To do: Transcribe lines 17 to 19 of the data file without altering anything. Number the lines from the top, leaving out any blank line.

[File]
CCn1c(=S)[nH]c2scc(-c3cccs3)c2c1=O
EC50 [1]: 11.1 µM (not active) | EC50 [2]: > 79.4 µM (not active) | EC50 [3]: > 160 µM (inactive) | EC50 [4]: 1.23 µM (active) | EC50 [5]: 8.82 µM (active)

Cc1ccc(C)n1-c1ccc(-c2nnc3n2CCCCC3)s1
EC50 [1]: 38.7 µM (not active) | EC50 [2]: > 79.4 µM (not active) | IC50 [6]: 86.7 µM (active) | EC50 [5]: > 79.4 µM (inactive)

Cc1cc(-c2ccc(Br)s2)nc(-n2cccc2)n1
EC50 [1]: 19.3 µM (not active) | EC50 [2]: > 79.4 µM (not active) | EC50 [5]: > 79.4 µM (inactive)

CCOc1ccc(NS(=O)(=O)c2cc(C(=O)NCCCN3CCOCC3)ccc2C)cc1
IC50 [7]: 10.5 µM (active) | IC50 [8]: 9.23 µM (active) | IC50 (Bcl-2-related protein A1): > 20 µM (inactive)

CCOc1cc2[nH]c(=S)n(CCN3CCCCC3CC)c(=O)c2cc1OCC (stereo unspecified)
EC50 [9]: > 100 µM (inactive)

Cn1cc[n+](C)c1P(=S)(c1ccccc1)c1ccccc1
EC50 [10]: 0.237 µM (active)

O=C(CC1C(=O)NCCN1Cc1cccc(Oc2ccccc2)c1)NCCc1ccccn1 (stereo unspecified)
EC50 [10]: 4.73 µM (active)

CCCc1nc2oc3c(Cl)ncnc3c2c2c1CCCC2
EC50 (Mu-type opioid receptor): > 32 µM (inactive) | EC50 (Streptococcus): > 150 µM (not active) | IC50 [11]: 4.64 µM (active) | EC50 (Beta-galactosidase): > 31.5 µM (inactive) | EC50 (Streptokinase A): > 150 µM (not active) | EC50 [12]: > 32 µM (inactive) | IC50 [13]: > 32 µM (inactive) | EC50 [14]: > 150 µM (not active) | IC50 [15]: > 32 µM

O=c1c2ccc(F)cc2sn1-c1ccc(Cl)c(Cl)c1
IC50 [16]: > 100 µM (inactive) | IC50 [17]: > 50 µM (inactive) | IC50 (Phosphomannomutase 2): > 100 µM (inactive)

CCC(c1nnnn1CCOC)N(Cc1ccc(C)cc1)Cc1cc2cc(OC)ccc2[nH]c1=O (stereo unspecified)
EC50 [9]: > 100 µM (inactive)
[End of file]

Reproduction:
O=c1c2ccc(F)cc2sn1-c1ccc(Cl)c(Cl)c1
IC50 [16]: > 100 µM (inactive) | IC50 [17]: > 50 µM (inactive) | IC50 (Phosphomannomutase 2): > 100 µM (inactive)

CCC(c1nnnn1CCOC)N(Cc1ccc(C)cc1)Cc1cc2cc(OC)ccc2[nH]c1=O (stereo unspecified)